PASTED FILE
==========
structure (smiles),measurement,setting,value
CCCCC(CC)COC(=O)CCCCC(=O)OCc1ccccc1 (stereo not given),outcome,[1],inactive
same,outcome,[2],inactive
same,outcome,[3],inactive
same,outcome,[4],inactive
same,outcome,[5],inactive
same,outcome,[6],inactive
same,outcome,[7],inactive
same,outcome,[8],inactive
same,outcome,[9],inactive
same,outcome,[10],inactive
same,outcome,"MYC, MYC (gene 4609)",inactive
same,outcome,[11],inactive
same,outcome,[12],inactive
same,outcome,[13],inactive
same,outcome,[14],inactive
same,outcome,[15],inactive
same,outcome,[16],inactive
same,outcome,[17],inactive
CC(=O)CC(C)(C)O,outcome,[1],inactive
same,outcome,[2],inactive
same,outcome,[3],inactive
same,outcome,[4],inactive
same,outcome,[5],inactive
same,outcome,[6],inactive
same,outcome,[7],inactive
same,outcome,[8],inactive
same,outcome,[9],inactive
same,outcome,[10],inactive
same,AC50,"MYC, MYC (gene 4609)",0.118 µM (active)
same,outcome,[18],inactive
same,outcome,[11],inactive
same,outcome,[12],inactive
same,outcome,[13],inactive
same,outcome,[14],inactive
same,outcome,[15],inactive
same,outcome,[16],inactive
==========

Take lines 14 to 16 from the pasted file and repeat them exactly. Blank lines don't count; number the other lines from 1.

same,outcome,[12],inactive
same,outcome,[13],inactive
same,outcome,[14],inactive